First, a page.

The trailer for Destination Wedding was released Wednesday, and it looks like a strong entry into the “initially-cynical-but-ultimately-uplifting look at modern romance” genre from writer/director Victor Levin. Keanu Reeves and Winona Ryder play a pair of misanthropes who end up stuck at the misanthrope table at a destination wedding, then presumably go on to bond and form an unlikely romance. The fun of this sort of movie is the fighting along the way, and judging from the trailer, Reeves and Ryder have an easy, acerbic chemistry that should play nicely against the glowing California countryside in the background. It’s too early to tell if the film earns the trailer’s Bringing Up Baby-style encounter with a large cat—that’s a pretty bold marker to throw down—but Destination Wedding looks like, at the very least, a solid middle-of-the-road romantic comedy.
Which means the film will be a wild outlier when it comes to movies with the word “destination” in the title, because ordinarily the word is a harbinger of doom for a film’s characters. And although Reeves and Ryder’s frustration with being at a destination wedding might be relatable in our world, in the world of “fictional characters in movies with ‘destination’ in the title,” the duo is positively ungrateful. Consider: Being a character in Destination Wedding means being stuck in San Luis Obispo. Being a character in 1943’s Destination Tokyo, on the other hand, means being stuck on a submarine with Cary Grant and John Garfield on a voyage “from the bottom of Tokyo Bay to the tops in adventure.” Which would maybe not be so bad, destination-wise, depending on your taste, except it’s not “urbane, sophisticated Cary Grant,” it’s “exactly as racist as you’d expect from a Hollywood movie in 1943 Cary Grant.”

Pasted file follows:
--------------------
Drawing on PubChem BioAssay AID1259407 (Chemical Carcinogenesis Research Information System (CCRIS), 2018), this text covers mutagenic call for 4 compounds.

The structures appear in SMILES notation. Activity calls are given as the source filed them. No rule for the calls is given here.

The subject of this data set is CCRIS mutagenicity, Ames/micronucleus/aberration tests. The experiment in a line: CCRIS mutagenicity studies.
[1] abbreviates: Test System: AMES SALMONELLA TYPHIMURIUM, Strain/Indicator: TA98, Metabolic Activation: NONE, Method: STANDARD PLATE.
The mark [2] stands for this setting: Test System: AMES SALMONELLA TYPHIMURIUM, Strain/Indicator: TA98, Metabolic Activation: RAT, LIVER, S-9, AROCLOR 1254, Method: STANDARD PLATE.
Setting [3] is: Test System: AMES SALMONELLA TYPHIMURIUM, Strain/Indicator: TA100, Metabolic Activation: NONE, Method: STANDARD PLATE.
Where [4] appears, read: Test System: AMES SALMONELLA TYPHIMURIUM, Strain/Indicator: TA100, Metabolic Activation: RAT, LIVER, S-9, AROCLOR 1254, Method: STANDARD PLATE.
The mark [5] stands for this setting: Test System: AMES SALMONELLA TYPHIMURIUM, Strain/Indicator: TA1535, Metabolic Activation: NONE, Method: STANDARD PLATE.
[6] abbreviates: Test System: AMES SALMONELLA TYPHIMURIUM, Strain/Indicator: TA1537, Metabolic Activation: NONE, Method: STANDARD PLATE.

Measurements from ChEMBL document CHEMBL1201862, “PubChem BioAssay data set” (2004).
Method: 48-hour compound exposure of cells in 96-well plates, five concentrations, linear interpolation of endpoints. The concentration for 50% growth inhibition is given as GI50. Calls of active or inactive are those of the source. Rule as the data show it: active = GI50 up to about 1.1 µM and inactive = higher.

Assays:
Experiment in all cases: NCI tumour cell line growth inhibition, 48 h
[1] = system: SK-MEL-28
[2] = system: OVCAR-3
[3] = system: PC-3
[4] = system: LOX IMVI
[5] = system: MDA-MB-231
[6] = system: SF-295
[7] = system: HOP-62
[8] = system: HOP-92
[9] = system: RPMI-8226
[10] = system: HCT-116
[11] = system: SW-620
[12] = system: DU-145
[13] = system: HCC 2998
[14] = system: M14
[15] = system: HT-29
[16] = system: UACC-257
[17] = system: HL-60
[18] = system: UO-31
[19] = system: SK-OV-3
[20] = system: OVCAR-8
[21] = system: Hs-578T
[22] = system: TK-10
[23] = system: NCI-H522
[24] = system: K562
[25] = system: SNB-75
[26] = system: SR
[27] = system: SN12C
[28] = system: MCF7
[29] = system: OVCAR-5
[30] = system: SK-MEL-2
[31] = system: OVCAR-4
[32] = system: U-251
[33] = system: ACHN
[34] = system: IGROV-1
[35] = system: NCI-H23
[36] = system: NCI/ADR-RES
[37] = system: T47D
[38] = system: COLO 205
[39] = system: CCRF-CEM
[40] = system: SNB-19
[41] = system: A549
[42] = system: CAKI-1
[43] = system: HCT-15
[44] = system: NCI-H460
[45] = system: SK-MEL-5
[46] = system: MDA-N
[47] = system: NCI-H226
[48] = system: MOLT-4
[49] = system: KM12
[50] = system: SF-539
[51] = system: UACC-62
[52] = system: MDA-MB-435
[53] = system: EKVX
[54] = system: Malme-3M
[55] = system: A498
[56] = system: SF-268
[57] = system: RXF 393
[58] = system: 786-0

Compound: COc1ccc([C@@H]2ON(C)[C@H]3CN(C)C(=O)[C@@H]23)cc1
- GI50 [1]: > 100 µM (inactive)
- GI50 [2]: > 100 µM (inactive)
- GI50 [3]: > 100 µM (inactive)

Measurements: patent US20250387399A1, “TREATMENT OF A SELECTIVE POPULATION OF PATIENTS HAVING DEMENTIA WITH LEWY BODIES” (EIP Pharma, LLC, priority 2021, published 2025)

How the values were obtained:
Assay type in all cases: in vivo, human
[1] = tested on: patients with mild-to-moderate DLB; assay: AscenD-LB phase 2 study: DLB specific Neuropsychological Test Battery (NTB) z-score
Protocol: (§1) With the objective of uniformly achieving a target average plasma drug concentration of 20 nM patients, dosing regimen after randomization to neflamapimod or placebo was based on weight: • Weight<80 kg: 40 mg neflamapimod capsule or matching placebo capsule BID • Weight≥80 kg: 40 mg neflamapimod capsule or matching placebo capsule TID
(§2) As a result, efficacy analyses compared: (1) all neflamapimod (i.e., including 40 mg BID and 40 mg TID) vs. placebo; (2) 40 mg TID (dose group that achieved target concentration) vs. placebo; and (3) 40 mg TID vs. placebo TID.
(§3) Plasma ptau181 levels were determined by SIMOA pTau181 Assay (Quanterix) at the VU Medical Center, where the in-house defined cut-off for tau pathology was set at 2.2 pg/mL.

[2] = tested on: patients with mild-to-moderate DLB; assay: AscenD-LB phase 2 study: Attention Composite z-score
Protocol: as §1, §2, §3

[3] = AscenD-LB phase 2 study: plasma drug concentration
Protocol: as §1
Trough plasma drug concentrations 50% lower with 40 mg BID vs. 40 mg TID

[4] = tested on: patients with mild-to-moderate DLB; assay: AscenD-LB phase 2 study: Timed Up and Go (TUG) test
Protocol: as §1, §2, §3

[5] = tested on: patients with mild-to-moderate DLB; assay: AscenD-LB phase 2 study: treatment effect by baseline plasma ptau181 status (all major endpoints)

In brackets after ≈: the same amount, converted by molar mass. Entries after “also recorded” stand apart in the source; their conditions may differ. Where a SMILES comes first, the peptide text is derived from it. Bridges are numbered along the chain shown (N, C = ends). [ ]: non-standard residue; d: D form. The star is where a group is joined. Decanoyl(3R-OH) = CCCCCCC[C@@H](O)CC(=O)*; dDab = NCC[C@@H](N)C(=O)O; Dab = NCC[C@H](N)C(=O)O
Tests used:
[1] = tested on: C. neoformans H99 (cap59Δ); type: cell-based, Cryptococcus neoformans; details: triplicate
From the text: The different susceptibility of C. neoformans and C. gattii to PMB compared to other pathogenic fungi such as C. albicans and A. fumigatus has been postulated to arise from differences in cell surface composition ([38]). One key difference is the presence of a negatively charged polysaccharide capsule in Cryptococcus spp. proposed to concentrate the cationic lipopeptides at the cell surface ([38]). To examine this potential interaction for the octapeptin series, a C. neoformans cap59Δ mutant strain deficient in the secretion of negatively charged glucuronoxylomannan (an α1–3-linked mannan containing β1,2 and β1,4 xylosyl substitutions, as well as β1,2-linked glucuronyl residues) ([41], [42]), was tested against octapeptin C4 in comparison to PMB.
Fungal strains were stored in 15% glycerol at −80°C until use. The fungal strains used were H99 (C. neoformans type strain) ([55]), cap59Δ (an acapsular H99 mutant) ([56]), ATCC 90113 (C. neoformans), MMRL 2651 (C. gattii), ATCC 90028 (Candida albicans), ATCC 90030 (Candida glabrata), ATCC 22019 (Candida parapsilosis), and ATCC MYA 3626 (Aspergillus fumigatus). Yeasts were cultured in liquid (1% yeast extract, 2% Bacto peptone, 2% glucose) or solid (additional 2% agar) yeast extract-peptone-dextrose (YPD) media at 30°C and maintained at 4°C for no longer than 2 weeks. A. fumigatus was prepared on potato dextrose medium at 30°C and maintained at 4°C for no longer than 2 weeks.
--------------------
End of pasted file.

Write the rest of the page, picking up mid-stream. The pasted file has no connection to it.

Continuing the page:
In fact, “destination” in a title has often meant “you will be stuck in a tiny space with a bunch of men in uniform and no one will have anywhere to go, making the word ‘destination’ seem like a cruel joke, at least from the perspective of you, a fictional character in this movie.” Yes, Reeves and Ryder have to share a small airplane to get to the wedding. Boo hoo: take a look at the tight quarters and oppressively heavy pomade of 1950’s Destination Moon:
As it happens, 1950 was a big year for terrible things happening to people in movies with the word ‘destination’ in the title.”The moon is famously inhospitable to human and fictional-human life, but it’s got nothing on low-budget noirs like RKO’s Destination Murder, released the same year as Destination Moon. It’s a film so bleak it has no proper trailer online, just a preview clip for its Warner Archive DVD release:
All things considered, a wedding in California looks like a better deal than the player piano room of death in Destination Murder. But a noir—even a neo-noir!—would be preferable to Final Destination, which added the insult of circa-2000 hairstyles to the injury of violent death.
In light of the grim fates of virtually every other character in a movie with “destination” in the title, it seems like Keanu Reeves and Winona Ryder’s characters should be a lot happier than they are to be stuck in San Luis Obispo together. In fact, they’re not just doing historically well for characters in movies with “destination” in the title, they’re also the luckiest characters of all time in movies called Destination Wedding. Check out this chilling example from just last year:
If it’s Final Destination or the world of the Hallmark Channel’s Destination Wedding, crank up the John Denver. Someone should get these trailers to Keanu Reeves and Winona Ryder’s characters, assuming these films exist in the fictional world of 2018’s Destination Wedding. Then explain to them that they, too, are characters in a fictional film called Destination Wedding, and seem to be doing pretty well, considering the precedents, so they should maybe be more grateful and enjoy their fictional lives more, maybe fall in love or whatever. (If you’re reading this article from inside the world of Destination Wedding, save time by forwarding them this link.) Coming up next: Slate’s definitive ranking of the unluckiest characters in films with titles that contain the word “Hellraiser.”